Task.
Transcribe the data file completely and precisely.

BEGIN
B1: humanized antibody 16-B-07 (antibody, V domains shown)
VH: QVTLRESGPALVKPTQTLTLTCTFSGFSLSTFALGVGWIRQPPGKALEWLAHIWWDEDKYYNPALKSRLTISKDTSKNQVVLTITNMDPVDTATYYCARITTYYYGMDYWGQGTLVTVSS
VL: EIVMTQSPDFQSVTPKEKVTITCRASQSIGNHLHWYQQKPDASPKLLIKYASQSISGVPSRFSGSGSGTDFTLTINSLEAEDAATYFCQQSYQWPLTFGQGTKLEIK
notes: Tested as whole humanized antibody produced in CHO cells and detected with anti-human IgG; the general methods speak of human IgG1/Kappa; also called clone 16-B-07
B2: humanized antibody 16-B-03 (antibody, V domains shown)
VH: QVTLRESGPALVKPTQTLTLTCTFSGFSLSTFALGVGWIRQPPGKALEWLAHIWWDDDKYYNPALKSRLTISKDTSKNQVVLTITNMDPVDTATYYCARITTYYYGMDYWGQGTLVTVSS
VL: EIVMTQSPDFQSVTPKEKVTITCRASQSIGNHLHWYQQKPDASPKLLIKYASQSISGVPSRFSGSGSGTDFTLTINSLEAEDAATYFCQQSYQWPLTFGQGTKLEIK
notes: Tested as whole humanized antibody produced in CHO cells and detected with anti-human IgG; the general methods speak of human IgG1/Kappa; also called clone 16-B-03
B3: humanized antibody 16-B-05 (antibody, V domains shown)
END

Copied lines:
B1: humanized antibody 16-B-07 (antibody, V domains shown)
VH: QVTLRESGPALVKPTQTLTLTCTFSGFSLSTFALGVGWIRQPPGKALEWLAHIWWDEDKYYNPALKSRLTISKDTSKNQVVLTITNMDPVDTATYYCARITTYYYGMDYWGQGTLVTVSS
VL: EIVMTQSPDFQSVTPKEKVTITCRASQSIGNHLHWYQQKPDASPKLLIKYASQSISGVPSRFSGSGSGTDFTLTINSLEAEDAATYFCQQSYQWPLTFGQGTKLEIK
notes: Tested as whole humanized antibody produced in CHO cells and detected with anti-human IgG; the general methods speak of human IgG1/Kappa; also called clone 16-B-07
B2: humanized antibody 16-B-03 (antibody, V domains shown)
VH: QVTLRESGPALVKPTQTLTLTCTFSGFSLSTFALGVGWIRQPPGKALEWLAHIWWDDDKYYNPALKSRLTISKDTSKNQVVLTITNMDPVDTATYYCARITTYYYGMDYWGQGTLVTVSS
VL: EIVMTQSPDFQSVTPKEKVTITCRASQSIGNHLHWYQQKPDASPKLLIKYASQSISGVPSRFSGSGSGTDFTLTINSLEAEDAATYFCQQSYQWPLTFGQGTKLEIK
notes: Tested as whole humanized antibody produced in CHO cells and detected with anti-human IgG; the general methods speak of human IgG1/Kappa; also called clone 16-B-03
B3: humanized antibody 16-B-05 (antibody, V domains shown)